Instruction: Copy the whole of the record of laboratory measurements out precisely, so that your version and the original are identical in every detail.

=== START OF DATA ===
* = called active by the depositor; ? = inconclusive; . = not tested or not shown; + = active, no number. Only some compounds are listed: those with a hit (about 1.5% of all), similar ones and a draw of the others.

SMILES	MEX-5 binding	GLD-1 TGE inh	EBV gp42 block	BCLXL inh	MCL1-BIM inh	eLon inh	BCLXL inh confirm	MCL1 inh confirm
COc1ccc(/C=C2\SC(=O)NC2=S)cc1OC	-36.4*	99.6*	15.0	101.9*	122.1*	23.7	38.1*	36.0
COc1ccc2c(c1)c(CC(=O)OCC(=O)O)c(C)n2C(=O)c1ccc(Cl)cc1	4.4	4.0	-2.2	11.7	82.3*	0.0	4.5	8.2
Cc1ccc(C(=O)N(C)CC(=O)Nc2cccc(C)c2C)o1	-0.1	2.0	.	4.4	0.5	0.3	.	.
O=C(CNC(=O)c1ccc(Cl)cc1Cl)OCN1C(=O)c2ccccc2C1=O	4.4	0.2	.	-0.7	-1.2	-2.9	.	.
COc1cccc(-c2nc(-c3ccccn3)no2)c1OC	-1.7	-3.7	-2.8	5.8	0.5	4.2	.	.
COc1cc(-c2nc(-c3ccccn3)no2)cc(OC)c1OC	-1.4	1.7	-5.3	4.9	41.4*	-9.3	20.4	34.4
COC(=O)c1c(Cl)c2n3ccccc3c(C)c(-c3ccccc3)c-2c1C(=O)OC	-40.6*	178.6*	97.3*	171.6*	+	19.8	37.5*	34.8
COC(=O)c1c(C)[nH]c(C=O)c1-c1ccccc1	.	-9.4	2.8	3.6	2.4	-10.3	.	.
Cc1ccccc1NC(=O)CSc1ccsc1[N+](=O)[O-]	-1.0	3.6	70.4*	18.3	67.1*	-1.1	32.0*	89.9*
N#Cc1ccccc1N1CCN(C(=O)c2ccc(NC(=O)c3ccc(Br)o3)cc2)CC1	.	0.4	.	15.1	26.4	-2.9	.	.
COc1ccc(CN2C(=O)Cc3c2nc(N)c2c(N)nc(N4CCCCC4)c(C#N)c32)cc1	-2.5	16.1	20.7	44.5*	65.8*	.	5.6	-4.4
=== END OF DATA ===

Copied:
* = called active by the depositor; ? = inconclusive; . = not tested or not shown; + = active, no number. Only some compounds are listed: those with a hit (about 1.5% of all), similar ones and a draw of the others.

SMILES	MEX-5 binding	GLD-1 TGE inh	EBV gp42 block	BCLXL inh	MCL1-BIM inh	eLon inh	BCLXL inh confirm	MCL1 inh confirm
COc1ccc(/C=C2\SC(=O)NC2=S)cc1OC	-36.4*	99.6*	15.0	101.9*	122.1*	23.7	38.1*	36.0
COc1ccc2c(c1)c(CC(=O)OCC(=O)O)c(C)n2C(=O)c1ccc(Cl)cc1	4.4	4.0	-2.2	11.7	82.3*	0.0	4.5	8.2
Cc1ccc(C(=O)N(C)CC(=O)Nc2cccc(C)c2C)o1	-0.1	2.0	.	4.4	0.5	0.3	.	.
O=C(CNC(=O)c1ccc(Cl)cc1Cl)OCN1C(=O)c2ccccc2C1=O	4.4	0.2	.	-0.7	-1.2	-2.9	.	.
COc1cccc(-c2nc(-c3ccccn3)no2)c1OC	-1.7	-3.7	-2.8	5.8	0.5	4.2	.	.
COc1cc(-c2nc(-c3ccccn3)no2)cc(OC)c1OC	-1.4	1.7	-5.3	4.9	41.4*	-9.3	20.4	34.4
COC(=O)c1c(Cl)c2n3ccccc3c(C)c(-c3ccccc3)c-2c1C(=O)OC	-40.6*	178.6*	97.3*	171.6*	+	19.8	37.5*	34.8
COC(=O)c1c(C)[nH]c(C=O)c1-c1ccccc1	.	-9.4	2.8	3.6	2.4	-10.3	.	.
Cc1ccccc1NC(=O)CSc1ccsc1[N+](=O)[O-]	-1.0	3.6	70.4*	18.3	67.1*	-1.1	32.0*	89.9*
N#Cc1ccccc1N1CCN(C(=O)c2ccc(NC(=O)c3ccc(Br)o3)cc2)CC1	.	0.4	.	15.1	26.4	-2.9	.	.
COc1ccc(CN2C(=O)Cc3c2nc(N)c2c(N)nc(N4CCCCC4)c(C#N)c32)cc1	-2.5	16.1	20.7	44.5*	65.8*	.	5.6	-4.4